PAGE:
In other Rivian news, Lincoln canceled its all-electric partnership with Rivian citing “[g]iven the current environment, Lincoln and Rivian have decided not to pursue the development of a fully electric vehicle based on Rivian’s skateboard platform.”
Volkswagen has been running into software issues with the ID3 causing delays of deliveries until September of this year, a delay of a few months. These delays date back to December of last year. The ID3 is viewed as a vehicle that will be around for the long term for VW so a few delays should not impact their larger electrification plans for the future.
BloombergNEF recently published its yearly outlook for the electric vehicle (EV) market with some intriguing findings. We’ve highlighted the facts and predictions that stood out to us most but you can see the full report here:
As some states slowly look to lift restrictions related to COVID-19, we still look to other countries that are ahead of the US in terms of lifting restrictions such as China to see what the future may hold. In a time when social distancing may become a new norm, what does this do to mass transportation and the future of private car sales?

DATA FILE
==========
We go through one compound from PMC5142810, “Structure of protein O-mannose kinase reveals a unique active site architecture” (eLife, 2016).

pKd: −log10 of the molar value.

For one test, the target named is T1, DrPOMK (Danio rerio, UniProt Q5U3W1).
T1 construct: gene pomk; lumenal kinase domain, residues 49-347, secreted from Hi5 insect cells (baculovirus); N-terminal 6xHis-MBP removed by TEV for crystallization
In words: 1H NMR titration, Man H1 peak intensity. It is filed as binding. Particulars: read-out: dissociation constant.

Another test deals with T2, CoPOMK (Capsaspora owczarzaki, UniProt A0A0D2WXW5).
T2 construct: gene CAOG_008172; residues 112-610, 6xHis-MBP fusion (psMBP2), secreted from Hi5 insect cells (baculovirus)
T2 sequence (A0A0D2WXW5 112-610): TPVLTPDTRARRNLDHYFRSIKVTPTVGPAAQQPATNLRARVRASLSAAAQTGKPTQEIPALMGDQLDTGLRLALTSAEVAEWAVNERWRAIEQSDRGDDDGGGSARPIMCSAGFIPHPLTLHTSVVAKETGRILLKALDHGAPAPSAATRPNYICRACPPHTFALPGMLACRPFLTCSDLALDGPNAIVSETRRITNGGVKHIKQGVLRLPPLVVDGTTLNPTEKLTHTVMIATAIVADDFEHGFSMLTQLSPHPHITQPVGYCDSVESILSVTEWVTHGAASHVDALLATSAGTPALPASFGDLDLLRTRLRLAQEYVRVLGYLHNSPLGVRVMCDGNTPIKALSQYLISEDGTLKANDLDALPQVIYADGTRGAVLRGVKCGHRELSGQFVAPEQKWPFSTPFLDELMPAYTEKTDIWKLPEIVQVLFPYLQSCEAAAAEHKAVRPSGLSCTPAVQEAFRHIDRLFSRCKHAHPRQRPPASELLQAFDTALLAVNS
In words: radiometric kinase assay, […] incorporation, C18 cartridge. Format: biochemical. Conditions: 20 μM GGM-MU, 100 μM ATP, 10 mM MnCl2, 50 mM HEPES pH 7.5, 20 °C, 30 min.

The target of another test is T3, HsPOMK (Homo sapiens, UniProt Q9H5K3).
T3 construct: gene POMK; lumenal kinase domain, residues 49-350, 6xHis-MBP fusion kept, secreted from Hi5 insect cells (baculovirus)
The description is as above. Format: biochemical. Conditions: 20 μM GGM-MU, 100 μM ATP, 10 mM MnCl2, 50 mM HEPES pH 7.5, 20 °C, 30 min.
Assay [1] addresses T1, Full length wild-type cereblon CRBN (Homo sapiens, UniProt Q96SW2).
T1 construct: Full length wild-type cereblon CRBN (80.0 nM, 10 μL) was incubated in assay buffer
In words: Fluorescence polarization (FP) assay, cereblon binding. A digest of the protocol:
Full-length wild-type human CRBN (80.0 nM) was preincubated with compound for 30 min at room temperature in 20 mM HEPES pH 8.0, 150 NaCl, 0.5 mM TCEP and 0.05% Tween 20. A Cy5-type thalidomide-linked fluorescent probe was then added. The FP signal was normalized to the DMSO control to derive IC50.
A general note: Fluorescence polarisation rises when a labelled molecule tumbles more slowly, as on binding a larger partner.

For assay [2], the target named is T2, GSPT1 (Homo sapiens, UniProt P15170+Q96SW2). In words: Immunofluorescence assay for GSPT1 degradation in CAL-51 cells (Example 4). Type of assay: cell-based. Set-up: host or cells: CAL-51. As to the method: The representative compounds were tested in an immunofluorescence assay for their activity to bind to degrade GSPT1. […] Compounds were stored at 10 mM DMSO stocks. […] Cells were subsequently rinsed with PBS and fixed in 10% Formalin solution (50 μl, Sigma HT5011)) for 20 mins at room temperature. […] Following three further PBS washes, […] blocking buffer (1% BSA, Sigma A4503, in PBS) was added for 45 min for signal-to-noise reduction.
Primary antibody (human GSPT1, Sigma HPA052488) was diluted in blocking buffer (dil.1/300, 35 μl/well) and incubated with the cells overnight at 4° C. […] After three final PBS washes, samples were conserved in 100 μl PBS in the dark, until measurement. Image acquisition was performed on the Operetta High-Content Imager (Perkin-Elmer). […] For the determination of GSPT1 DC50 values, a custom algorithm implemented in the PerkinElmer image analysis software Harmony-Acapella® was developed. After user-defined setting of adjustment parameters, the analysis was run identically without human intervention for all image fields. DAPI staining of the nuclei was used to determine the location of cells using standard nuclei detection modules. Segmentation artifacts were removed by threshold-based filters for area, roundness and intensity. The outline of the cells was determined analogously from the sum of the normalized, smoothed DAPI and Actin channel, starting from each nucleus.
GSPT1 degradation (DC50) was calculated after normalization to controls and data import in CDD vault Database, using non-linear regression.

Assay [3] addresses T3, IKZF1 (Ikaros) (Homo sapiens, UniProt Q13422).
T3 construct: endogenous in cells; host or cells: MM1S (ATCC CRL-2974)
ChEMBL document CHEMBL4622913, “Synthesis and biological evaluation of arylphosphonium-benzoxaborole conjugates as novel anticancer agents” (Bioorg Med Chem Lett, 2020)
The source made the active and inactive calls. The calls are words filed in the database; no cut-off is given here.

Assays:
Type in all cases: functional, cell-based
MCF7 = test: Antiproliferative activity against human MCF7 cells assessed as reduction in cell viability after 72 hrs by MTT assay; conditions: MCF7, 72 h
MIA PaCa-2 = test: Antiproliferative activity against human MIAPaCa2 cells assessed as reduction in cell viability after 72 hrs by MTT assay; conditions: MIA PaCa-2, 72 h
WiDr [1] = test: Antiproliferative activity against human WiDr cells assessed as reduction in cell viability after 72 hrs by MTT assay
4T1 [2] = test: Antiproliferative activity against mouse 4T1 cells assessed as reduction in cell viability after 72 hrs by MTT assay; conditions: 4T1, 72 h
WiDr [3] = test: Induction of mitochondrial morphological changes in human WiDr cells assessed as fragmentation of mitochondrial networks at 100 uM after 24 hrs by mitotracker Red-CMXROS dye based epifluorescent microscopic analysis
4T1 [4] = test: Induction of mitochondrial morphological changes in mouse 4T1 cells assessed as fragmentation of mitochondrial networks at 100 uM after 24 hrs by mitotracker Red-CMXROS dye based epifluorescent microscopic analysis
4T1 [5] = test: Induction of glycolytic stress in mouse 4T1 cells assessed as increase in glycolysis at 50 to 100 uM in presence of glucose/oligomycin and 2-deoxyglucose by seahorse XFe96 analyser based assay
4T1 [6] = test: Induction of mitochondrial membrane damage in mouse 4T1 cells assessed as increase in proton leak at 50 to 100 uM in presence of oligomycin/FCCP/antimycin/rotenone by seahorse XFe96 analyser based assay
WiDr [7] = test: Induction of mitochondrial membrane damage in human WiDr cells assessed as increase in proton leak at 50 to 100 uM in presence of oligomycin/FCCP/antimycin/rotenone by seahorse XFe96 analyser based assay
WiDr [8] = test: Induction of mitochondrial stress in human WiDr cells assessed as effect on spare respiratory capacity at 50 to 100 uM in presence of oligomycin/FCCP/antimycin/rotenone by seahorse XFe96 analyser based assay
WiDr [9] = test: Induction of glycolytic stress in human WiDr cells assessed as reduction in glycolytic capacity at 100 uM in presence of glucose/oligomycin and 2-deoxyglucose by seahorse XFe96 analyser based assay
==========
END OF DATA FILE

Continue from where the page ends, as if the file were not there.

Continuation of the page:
In a recent study completed by Ipsos, before COVID-19 hit China, 34% of respondents used their own private car and 56% used the bus or metro. After the COVID outbreak, 66% planned on using their own private car vs. 24% now planned on using the bus or metro. While there was a slump in sales while the outbreak was occurring, there may be a larger demand for private cars after restrictions are lifted. In the survey by Ipsos, 66% of the people that responded planned on purchasing a car within the next 6 months due to the fear of infection from mass transportation.